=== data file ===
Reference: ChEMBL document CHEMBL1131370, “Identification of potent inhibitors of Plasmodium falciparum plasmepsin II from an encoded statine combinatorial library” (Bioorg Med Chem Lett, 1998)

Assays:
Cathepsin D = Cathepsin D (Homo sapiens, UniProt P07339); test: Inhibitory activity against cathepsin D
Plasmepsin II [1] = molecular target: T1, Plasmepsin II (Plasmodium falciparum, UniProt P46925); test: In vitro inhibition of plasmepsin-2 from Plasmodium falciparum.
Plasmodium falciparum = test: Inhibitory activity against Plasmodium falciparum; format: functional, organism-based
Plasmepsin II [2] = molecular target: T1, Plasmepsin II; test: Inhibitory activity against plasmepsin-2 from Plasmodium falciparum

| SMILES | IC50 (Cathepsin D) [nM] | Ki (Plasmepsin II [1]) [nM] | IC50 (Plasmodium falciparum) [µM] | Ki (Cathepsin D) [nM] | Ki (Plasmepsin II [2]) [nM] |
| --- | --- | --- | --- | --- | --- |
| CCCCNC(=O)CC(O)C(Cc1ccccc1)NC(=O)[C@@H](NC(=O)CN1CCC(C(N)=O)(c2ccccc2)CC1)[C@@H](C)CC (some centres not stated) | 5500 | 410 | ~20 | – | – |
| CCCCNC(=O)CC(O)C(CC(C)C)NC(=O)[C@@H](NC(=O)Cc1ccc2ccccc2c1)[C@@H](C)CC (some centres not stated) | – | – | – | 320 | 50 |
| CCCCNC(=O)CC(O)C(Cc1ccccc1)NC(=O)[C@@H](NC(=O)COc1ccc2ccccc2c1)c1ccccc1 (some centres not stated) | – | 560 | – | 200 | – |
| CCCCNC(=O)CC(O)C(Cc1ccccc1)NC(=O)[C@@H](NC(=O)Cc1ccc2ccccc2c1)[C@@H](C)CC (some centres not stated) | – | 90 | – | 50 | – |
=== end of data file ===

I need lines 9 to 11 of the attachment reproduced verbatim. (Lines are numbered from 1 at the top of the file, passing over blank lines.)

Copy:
| CCCCNC(=O)CC(O)C(Cc1ccccc1)NC(=O)[C@@H](NC(=O)CN1CCC(C(N)=O)(c2ccccc2)CC1)[C@@H](C)CC (some centres not stated) | 5500 | 410 | ~20 | – | – |
| CCCCNC(=O)CC(O)C(CC(C)C)NC(=O)[C@@H](NC(=O)Cc1ccc2ccccc2c1)[C@@H](C)CC (some centres not stated) | – | – | – | 320 | 50 |
| CCCCNC(=O)CC(O)C(Cc1ccccc1)NC(=O)[C@@H](NC(=O)COc1ccc2ccccc2c1)c1ccccc1 (some centres not stated) | – | 560 | – | 200 | – |